6. The petitioner then filed a second affidavit on August 3, 1970. In that affidavit he has alleged that he was handed over to the civil authorities by the Armed Forces after 2 months from his arrest, his confessional statement was obtained at gun-point, that no order was served on him under the Assam Maintenance of Public Order Act, 1953, that he was tortured, that the detention order was vague and that as the remand order expired on July 18, 1970 his further detention became illegal.

7. In reply to this another affidavit has been filed by Mr. D.B. Poon. According to him the petitioner was handed over to the civil authorities on March 2, 1968 and the petitioner was produced before a Magistrate the very next day. The order of remand made on that day has been filed. The last order of remand was made on June 20, 1970 and it was till July 18, 1970. Since then another order of remand has been produced and the remand is to run till September 28, 1970 : During the time he has been in the custody of this Court there has been a break in the orders of remand as will appear presently. The Additional Deputy Commissioner also stated that owing to shortage of accommodation at Aijal Jail the petitioner was kept in Dibrugarh Jail till his production in this Court. In a supplementary affidavit the Additional Deputy Commissioner has explained that the petitioner was held for some time by the Armed Forces for interrogation at the Security Force Head Quarters because of his connection with activities against the security of the State and his close association with the outlawed Mizo National Front Army and with Pakistan, that before the last order of remand expired the petitioner was put in the custody of this Court and that now he is again on a proper remand by the Magistrate in the original custody. The affidavit also states that the Criminal Procedure Code does not apply to the Mizo District and the spirit of the Code has been followed in this case, that the petitioner was produced before a Magistrate within the time prescribed by the Constitution and the Cr. PC and that the remands, although of more than 15 days duration, were legal as there was no provision applicable and the requirements of this disturbed area justified slightly longer periods between each remand as jail conditions were difficult.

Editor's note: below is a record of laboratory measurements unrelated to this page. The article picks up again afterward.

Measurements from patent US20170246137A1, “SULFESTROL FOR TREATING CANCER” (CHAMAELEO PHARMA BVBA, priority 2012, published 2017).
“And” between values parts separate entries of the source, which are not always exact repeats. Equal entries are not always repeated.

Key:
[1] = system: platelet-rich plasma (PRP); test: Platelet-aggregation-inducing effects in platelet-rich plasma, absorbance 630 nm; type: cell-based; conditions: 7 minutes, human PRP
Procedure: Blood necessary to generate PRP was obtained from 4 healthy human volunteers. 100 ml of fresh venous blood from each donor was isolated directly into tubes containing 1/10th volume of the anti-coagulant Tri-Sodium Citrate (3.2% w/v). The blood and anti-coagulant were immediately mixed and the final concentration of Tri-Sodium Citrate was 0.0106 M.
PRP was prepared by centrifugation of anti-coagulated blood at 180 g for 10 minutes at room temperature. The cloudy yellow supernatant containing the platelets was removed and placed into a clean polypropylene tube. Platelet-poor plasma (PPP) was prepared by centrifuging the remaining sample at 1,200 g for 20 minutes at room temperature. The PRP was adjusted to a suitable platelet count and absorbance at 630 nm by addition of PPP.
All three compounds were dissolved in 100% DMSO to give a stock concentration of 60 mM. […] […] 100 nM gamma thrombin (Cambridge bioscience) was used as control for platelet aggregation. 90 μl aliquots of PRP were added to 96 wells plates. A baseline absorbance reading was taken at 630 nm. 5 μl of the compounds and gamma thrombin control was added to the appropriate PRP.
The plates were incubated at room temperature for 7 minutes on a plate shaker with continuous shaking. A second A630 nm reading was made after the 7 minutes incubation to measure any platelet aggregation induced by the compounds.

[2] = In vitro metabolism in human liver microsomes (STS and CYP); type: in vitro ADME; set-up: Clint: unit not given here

8. From the order-sheets produced before us it is clear that the petitioner was first produced before the Magistrate on March 3, 1968. That was roughly two months after his arrest by the Armed Forces under Section 5 of the Armed Forces (Assam & Manipur) Special Powers Act, he had to be made over to the Officer-in-charge of the nearest police station with the least possible delay, together with a report of the circumstances occasioning the arrest. What is the least possible delay in a case depends upon the facts, that is to say, how, where and in what circumstances the arrest was effected. From the affidavit of Mr. Poon, it prima facia appears that the petitioner is connected with the Mizo hostiles who are waging war against India. It was, therefore, necessary to question him about his associates, his stores of arms, and like matters. The difficulty of the terrain, the presence of hostile elements in the area must be considered in this connection. Although it seems to us that the Armed Forces delayed somewhat his surrender to the civil authorities, which is not the intention of the law, there is not too much delay. If the matter had arisen while the petitioner was in the custody of the Armed Forces a question might well have arisen that he was entitled to be released or atleast made over to the police. However, that question does not arise now because he is an under-trial prisoner. The only question is one of remand. Here too, if the matter had been for the application of the rules of the Cr. PC, no remand could have been longer than 15 days at a time. The fact of the matter, however, is that the Criminal Procedure Code is not applicable by reason of the Sixth Schedule to Constitution in this area. This was laid down in State of Nagaland v. Rattan Singh : 1967CriLJ265 . Only the spirit of the Criminal Procedure Code applies. In this view of the matter we cannot insist on a strict compliance with the provisions of Section 344 of the Cr. PC. The petitioner had to be kept at Dibrugarh for want of space at Aijal. Long distances, difficult terrain and hostile country, are considerations to take into account. The period each time was slightly longer than 15 days but not so unconscionably long as to violate the spirit of the Code. There was a gap when the petitioner was in the custody of this Court but no request was made for his release then. Now he is on a proper remand and in fact has been remanded to the custody of the Magistrate by us. We cannot now hold his detention to be illegal.

9. We see no reason to release him. The petition fails and will be dismissed.


Save Judgments// Add Notes // Store Search Result sets // Organizer Client Files //